Writing Wednesday: The Safety of Routine

Routine has been on my mind lately. My schedule has changed dramatically the last few months, from when I started work on 3024AD I was working well north of 50 hours per week at my (former) day job, to now when I am, well, not and I have positively gobs of time, but a lot more going on than just writing. Whereas the writing process is fairly straightforward, and I am pretty good at getting through edits, etc, now I run the business of being a self-published author as well, which ads a whole mess of balls to keep in the air.

Ben Franklin's Schedule

Ben Franklin’s Schedule

Any number of challenges and time sinks face the modern writer. I can cite a myriad of examples, just from the authors I follow in Twitter- kids, jobs, second jobs, cooking, cleaning, other projects, not wanting to write, drinking, Game of Throne, the entire goddamn internet. There’s a lot out there, which is why a good schedule and routine are so valuable. Since each situation is unique, I’m not going to tell you what to do (not like you should really listen to me anyway), but rather, what I factor in and a few things that have worked for me.

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But before you even set a schedule, there are some things you need to take into consideration:

A while back, I talked about goals; setting them, reaching them and some stuff in the middle. This is really the first thing you should look at when developing a routine- what is your goal with it? Is it to have a book out- or several? Will you be content with it being published, or do you want it to be a career? These will determine what your schedule even needs.  The person who wants to finish a novel is very different than the person who wants to publish three or four per year, who is very different than the person who wants to publish them traditionally versus self. You get the idea. Set definite goals for your writing, as well as all the business-y things that go with it.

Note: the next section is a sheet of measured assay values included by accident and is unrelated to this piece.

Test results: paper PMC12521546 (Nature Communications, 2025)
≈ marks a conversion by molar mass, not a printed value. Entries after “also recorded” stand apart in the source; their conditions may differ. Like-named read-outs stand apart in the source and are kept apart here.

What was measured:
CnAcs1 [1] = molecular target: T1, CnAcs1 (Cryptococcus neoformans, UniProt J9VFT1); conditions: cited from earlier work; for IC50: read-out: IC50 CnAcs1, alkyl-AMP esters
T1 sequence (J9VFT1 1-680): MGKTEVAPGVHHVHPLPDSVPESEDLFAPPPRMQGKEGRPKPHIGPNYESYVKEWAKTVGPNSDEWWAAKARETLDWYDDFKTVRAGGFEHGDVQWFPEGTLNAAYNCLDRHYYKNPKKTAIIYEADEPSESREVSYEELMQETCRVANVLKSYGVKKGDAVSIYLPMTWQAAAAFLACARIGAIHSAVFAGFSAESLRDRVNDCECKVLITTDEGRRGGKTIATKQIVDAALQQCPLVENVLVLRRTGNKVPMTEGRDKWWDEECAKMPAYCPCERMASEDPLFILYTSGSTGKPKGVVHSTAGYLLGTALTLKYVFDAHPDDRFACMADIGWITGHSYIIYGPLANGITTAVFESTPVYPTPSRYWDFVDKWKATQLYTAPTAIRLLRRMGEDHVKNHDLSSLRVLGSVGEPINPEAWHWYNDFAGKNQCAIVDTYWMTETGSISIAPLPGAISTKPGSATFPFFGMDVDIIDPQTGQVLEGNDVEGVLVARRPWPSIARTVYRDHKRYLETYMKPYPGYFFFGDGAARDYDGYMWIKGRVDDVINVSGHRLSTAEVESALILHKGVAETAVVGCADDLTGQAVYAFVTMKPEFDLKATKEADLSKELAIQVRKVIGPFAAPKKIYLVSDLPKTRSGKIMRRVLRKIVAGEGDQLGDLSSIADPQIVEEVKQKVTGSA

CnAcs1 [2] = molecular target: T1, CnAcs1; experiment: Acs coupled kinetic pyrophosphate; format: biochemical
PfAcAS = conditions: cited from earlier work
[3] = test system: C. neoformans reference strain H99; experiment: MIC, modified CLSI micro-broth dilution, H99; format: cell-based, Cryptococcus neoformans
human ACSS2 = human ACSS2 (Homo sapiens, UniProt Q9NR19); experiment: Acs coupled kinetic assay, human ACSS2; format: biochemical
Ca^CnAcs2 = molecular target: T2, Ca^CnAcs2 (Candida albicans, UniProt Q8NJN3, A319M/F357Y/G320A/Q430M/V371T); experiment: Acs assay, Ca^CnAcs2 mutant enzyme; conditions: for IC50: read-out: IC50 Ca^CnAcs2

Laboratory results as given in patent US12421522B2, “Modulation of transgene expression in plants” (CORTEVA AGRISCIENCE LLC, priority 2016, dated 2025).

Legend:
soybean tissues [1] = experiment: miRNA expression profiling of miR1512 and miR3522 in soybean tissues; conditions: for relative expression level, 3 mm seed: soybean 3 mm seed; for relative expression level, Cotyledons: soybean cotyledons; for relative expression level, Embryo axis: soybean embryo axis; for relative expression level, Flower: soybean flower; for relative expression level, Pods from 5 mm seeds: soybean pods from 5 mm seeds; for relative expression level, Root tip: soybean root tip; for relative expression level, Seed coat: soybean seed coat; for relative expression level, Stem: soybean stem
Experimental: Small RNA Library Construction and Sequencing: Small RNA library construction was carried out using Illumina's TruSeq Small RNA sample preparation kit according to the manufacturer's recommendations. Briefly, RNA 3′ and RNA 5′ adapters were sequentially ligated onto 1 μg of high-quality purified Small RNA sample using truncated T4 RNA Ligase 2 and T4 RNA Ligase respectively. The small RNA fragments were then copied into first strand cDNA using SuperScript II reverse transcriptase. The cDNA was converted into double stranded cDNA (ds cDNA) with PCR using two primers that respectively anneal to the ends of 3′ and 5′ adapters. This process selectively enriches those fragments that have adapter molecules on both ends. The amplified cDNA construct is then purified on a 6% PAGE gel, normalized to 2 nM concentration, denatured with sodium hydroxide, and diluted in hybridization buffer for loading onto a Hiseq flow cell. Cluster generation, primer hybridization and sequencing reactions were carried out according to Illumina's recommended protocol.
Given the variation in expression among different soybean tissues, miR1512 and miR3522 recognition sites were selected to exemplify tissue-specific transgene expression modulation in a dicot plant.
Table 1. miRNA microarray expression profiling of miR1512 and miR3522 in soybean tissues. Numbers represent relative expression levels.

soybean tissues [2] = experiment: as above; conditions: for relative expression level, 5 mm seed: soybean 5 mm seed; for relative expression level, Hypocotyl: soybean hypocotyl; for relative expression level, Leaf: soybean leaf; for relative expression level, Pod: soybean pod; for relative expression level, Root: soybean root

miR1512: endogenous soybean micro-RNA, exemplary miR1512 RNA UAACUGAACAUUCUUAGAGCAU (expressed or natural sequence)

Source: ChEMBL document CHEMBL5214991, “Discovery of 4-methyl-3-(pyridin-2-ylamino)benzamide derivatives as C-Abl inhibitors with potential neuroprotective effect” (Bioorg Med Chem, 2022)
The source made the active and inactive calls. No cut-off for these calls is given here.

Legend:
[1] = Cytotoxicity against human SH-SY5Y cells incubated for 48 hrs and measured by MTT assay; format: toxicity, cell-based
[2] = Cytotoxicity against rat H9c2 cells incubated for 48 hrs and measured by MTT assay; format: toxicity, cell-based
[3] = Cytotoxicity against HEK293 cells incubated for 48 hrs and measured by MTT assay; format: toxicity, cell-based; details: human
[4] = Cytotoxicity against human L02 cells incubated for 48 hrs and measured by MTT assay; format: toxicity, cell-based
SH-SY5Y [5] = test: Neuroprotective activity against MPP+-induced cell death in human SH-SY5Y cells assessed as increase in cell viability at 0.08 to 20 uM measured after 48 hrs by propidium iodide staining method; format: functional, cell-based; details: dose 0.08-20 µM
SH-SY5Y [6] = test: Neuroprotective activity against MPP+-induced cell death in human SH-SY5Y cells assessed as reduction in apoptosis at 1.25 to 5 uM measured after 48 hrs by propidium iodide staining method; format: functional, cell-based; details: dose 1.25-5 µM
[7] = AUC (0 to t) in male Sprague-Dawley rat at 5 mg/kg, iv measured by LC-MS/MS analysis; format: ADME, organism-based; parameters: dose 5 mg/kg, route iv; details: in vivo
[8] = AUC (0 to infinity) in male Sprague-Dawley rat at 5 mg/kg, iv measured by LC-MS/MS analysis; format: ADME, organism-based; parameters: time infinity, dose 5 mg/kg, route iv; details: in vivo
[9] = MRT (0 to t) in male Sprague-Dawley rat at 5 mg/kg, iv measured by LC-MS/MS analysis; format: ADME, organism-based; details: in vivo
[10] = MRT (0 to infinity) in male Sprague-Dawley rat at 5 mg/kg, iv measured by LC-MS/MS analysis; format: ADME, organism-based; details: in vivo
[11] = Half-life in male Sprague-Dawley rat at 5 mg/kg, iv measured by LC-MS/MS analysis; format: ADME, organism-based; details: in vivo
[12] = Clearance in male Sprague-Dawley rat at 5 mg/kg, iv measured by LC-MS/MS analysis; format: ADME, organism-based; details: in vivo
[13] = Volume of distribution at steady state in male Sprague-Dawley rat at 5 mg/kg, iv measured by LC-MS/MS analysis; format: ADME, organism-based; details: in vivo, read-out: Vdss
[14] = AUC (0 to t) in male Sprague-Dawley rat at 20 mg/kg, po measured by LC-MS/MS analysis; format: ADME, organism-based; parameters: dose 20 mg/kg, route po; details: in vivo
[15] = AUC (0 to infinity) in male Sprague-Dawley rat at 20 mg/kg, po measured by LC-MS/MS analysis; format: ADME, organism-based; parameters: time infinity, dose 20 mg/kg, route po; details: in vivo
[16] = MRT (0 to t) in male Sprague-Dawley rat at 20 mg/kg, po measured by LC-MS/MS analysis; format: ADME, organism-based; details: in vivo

Buy 3024AD: Short Stories Series One now: Kindle | Kobo | Nook

You also need to know where you are at as a writer- one of the things I have noticed in my own small journey has been the ups and downs my writing has gone through. I can write 1,000 words on any of my current projects without breaking a sweat, but put a metaphorical gun to my head and ask me to come up with something new? Pull the trigger, son, it’s over. So if you can sit down for two hours and crank out 2k words guaranteed, that makes it simple. But not everyone can do that, and even those who can can’t necessarily do it all the time. Plan accordingly.

History is littered with writers who lost families, jobs, homes, etc for a whole slough of reasons- you don’t have to be among them. Set priorities, and don’t let things that matter slip (this concludes the hypocritical portion of the blog post).

On to the schedule itself (or, physician, heal thyself):

I’m not going to cite any one in particular (other than ol’ Ben over there), because if you want to read about routines of famous writers, just Google that- they’re easy to find. For your routine, you need to know all the things listed above, as well as where your limits are, and how you work best. One author I know works in fifteen minute intervals, takes a break, does it again. Another writes for two hours a day- and that’s it. So figure what works for you, and build from there.

Last, but far from least, the thing I shouldn’t have to tell you, but have to tell myself every day- limit distractions. This used to be much easier- every interesting person and bit of information never appeared on anyone’s typewriter, or in their notebook, but now it’s just alt+tab away. So however you do it, do it. Don’t check twitter, facebook, tumblr, i09, whatever else. Bribe yourself if you have to (one author kept Hershey Kisses on her desk; every 500 words, she got to eat one, which opens a whole new world of self-control issues, if you ask me).

In any case, however you go about it, a routine should serve to improve you as a writer and help you stay focused. I hope this helps you with yours!



3 thoughts on “Writing Wednesday: The Safety of Routine

  1. Katie Cross says:

    The piece of chocolate would stare me in the face, definitely. This is great advice, and if nothing else, it’s good to know that someone else feels the same distractions as me. It’s made me think about what my goals are, and thats a great thing. Thanks!

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